Evangeline's exaggerated features fit well with her over-the top back story. She is a mortician's assistant, lives in an attic, dresses with a flamboyant Victorian style and has a humanoid pet skunk. The Wilde Imagination website says that Evangeline was inspired by Tim Burton's Corpse Bride, among other quirky icons. This is a fun fact for me because seeing the Tim Burton line of Tonner dolls in person (during my trip to the FAO Schwarz store in Manhattan in June) was a big contributor to my new-found appreciation for the darker, stranger dolls in Tonner's diverse lineup. If it weren't for this new perspective, I don't think I ever would have given Evangeline any serious consideration. Two other things contributed to my willingness to acquire an Evangeline doll. First, in 2009, Wilde Imagination added a vinyl version of this doll to their regular collection. This dropped the price considerably, and also eliminated the concerns about yellowing and breakage that come with most resin dolls. Also, I recently found a collector who was willing to take a doll I didn't want anymore in exchange for this intriguing Tonner Con vinyl exclusive Evangeline, "Dark Angel:"
|Evangeline Ghastly "Dark Angel" by Wilde Imagination,|
My Evangeline's box and shipper came very badly damaged, but fortunately, the doll herself was in perfect condition. The box is just like the Tonner Doll boxes--a cardboard shipper with a decorated cardboard box inside. Dark Angel's box is mostly black with the Evangeline Ghastly logo--a full yellow moon with "Evangeline Ghastly, she's a whole other story" written over it.
The doll is tied into the box with two white satin ribbons. Her accessories are packaged in plastic bags and stapled to the edges of the box. She came with a large hairnet over her face and hair:
I was surprised and disappointed to find that this doll does not come with a stand. I really like Tonner stands, especially the newer saddle stands, and I am always glad to add another one to my collection. Tonner 16" stands do not work with Evangeline because of her height, so I'll have to go on a quest for the perfect stand. A bit of a pain. Ok, updated to add that the search for a perfect stand was quick--you can get one from Wilde Imagination, but it's $15. Yikes!
She comes with a necklace, a pair of wings and some fingerless gloves.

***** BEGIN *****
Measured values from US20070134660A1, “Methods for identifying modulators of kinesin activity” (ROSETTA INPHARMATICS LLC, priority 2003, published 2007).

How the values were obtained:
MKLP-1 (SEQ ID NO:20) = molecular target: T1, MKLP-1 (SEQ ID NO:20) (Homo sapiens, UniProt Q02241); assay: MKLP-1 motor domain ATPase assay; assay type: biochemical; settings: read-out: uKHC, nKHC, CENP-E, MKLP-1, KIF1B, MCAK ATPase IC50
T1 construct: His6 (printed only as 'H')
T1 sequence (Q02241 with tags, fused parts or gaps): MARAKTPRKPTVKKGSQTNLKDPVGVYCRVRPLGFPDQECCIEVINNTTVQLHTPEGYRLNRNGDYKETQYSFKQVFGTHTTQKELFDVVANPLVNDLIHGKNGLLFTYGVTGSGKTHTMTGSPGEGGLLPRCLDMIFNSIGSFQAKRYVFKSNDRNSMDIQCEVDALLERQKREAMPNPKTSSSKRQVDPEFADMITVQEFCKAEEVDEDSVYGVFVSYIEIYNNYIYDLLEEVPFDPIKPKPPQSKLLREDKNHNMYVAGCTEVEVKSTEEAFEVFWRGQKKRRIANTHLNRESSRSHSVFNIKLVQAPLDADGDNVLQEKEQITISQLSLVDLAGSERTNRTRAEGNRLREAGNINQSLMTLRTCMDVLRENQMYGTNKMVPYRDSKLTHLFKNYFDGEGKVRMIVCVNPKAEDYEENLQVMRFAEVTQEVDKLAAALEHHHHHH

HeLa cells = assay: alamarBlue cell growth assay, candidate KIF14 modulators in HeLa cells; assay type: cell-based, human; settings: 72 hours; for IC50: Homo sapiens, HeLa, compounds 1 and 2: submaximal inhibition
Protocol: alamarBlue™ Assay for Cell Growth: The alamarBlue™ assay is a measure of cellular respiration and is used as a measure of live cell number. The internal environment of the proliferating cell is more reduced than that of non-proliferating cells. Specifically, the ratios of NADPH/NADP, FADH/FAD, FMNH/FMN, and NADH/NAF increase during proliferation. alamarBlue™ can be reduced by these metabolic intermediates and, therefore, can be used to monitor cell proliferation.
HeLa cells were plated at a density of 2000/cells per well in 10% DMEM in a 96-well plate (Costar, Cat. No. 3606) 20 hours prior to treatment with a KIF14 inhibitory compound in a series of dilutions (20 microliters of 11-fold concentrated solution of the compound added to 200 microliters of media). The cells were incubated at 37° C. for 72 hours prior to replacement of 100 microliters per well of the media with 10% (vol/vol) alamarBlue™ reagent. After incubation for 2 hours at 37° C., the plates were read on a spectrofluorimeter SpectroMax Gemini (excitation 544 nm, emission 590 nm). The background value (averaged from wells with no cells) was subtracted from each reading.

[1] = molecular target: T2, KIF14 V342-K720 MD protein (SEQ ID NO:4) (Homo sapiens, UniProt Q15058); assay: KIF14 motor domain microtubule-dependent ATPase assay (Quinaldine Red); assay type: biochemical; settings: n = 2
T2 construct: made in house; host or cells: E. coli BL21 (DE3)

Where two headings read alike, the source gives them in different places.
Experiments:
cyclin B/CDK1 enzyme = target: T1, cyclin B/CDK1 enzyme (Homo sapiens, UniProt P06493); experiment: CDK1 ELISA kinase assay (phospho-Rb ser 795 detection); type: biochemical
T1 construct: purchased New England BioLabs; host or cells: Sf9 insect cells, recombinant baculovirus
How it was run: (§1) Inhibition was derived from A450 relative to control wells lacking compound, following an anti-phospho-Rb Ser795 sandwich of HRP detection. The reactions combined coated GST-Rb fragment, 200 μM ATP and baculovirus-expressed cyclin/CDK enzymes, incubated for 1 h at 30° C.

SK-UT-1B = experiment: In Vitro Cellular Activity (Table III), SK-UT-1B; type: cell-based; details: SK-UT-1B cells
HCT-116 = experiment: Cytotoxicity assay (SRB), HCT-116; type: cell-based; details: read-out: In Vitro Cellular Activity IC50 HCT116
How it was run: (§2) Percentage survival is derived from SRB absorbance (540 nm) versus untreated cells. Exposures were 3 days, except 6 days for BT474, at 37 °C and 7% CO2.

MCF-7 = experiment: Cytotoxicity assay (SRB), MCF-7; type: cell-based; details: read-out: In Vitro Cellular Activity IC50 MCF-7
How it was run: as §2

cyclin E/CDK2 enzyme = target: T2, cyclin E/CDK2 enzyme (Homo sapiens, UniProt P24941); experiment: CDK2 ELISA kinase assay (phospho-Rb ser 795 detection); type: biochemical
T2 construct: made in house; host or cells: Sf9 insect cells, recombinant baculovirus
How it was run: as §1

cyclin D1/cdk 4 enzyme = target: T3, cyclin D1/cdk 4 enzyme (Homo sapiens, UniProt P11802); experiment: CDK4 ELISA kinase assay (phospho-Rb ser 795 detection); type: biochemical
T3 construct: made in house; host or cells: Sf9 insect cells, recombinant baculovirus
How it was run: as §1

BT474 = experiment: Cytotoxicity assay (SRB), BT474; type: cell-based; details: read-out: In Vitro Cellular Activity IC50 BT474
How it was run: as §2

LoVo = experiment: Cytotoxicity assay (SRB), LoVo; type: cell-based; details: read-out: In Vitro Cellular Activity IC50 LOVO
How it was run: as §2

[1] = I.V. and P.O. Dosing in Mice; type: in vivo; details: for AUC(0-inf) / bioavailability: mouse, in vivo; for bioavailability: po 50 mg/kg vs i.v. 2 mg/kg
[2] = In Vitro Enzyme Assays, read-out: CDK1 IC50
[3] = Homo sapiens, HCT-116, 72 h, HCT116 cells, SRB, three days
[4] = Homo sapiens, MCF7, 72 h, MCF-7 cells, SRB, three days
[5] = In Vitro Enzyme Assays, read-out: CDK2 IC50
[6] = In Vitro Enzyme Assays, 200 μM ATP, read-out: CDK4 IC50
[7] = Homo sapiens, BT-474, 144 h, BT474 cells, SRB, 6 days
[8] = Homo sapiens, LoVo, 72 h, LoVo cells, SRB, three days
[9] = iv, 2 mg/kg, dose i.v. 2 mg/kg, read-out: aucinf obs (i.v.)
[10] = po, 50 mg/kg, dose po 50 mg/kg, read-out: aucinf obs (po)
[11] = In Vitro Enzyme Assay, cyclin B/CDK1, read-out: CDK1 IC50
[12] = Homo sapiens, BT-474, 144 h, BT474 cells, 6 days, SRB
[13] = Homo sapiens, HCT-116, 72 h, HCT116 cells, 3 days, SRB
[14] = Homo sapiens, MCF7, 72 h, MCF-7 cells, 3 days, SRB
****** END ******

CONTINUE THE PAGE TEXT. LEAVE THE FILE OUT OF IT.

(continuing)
|Every girl needs a pair of wings.|
Here's the doll without any of her accessories attached:
Her hair is fixed into a long, low ponytail tied with a big ragged-edged satin ribbon. This style came out of the box looking pretty bad, but was easily straightened out:
This doll's face grabbed my attention the second I opened the box. The combination of bright red lips, pitch black hair and huge, heavily-lined eyes is arresting:
Her inset eyes are made of plastic, but have a very realistic mix of greens and browns. Unlike the resin Evangeline dolls, which have interchangeable eyes, this doll's eyes are not meant to be removed. Her eyes are very evenly set--no signs of wonkiness here at all. This is a stark contrast to the poorly-set eyes of some of the newer Tonner Cami dolls. Dark Angel's eyes are positioned in a slightly upward-glancing stare. This adds character to her expression, but it's harder to get her to look at the camera:
She has dramatically long applied eyelashes and dark painted eyebrows with a severe slant. Her eyes are lined with thick black paint, making them look even bigger than they are:
This face is hard to characterize. The eyes are dark and hard and almost angry from some angles:
The mouth area is sweet and lovely, and the large upturned eyes without the dark eyebrows look wide and innocent:
Looking at her from above, she appears angular and strict, with a tinge of crazy mixed in:
Her profile reveals this cute little ski jump nose and a slight overbite. Her features suddenly look almost childlike:
You can even catch her looking startled: